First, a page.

Posted at 2 p.m., Dec. 5, 2013

Courtesy photo

Ceramist Sanam Emami will exhibit “Garnitures and Tableware” in the Esther and John Clay Fine Arts Gallery.

Serving up culture, arts

Campus cultural events to fill spring semester

By Derek Hoffman
A&E Editor

Laramie County Community College will create a cultural tapestry with the events planned for the spring semester.

Kicking off the new year, ceramist Sanam Emami will exhibit “Garnitures and Tableware” in the Esther and John Clay Fine Arts Gallery from Jan. 22–Feb. 20.
A reception for the artist will be at 1 p.m. Thursday, Feb. 13. Emami will give a presentation after the reception.

“My pots and tiles are made with a specific intent, a function, but their meaning is layered with both factual and fictional narratives,” Emani’s website said.

Each ceramic piece has history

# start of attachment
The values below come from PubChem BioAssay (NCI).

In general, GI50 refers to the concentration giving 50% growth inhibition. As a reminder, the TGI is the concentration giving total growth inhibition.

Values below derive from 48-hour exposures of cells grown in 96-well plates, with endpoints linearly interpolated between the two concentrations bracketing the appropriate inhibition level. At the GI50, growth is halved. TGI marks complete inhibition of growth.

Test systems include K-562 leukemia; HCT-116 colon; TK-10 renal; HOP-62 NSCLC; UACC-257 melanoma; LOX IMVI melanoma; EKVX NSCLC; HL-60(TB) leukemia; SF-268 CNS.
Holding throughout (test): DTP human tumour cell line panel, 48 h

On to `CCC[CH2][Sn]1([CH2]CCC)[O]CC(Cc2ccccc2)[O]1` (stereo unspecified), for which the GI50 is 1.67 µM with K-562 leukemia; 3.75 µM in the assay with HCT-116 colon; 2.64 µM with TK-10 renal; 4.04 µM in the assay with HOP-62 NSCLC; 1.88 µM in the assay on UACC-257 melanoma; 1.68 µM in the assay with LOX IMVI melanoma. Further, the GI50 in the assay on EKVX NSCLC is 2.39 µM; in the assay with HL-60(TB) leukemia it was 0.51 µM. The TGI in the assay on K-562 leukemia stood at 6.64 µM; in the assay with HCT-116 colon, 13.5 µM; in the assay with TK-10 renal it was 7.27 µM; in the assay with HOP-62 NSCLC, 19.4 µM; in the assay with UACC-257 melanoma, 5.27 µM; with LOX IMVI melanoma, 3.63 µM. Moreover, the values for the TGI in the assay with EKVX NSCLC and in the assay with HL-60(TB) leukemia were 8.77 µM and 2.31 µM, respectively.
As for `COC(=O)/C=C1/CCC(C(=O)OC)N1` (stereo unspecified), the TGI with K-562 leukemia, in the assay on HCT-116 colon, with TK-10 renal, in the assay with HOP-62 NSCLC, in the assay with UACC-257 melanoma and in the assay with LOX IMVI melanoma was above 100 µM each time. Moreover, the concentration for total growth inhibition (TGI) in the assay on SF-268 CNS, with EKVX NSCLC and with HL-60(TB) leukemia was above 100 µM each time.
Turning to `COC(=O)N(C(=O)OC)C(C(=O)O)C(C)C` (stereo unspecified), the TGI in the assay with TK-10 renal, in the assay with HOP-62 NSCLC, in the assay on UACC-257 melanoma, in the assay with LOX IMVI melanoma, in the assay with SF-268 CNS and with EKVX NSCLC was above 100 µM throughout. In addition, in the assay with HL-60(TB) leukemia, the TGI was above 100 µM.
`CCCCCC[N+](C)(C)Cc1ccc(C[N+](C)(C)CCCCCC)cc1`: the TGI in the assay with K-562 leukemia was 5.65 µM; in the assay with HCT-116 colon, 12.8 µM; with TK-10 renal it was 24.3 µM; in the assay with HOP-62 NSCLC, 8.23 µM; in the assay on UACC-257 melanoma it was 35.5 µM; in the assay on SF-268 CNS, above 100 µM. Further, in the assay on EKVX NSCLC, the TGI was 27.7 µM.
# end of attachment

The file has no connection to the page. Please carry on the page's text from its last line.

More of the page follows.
Though she started making pottery in college, she didn’t commit to a career in ceramics until her mid-20s. “I was interested in making things, and I was drawn to historical pots and other decorative objects. Both in public spaces such as museums and in intimate spaces such as the home,” Emami said.

“One of my favorite historical pots is a Delft 17th century vase with spouts,” Emami said.

These are blue and white vases, which resemble towers of vases, sometimes made with dozens of spouts so each flower had an individual place in the finished arrangement, which were popular during the Tulipmania craze that swept through Holland in the 17th century.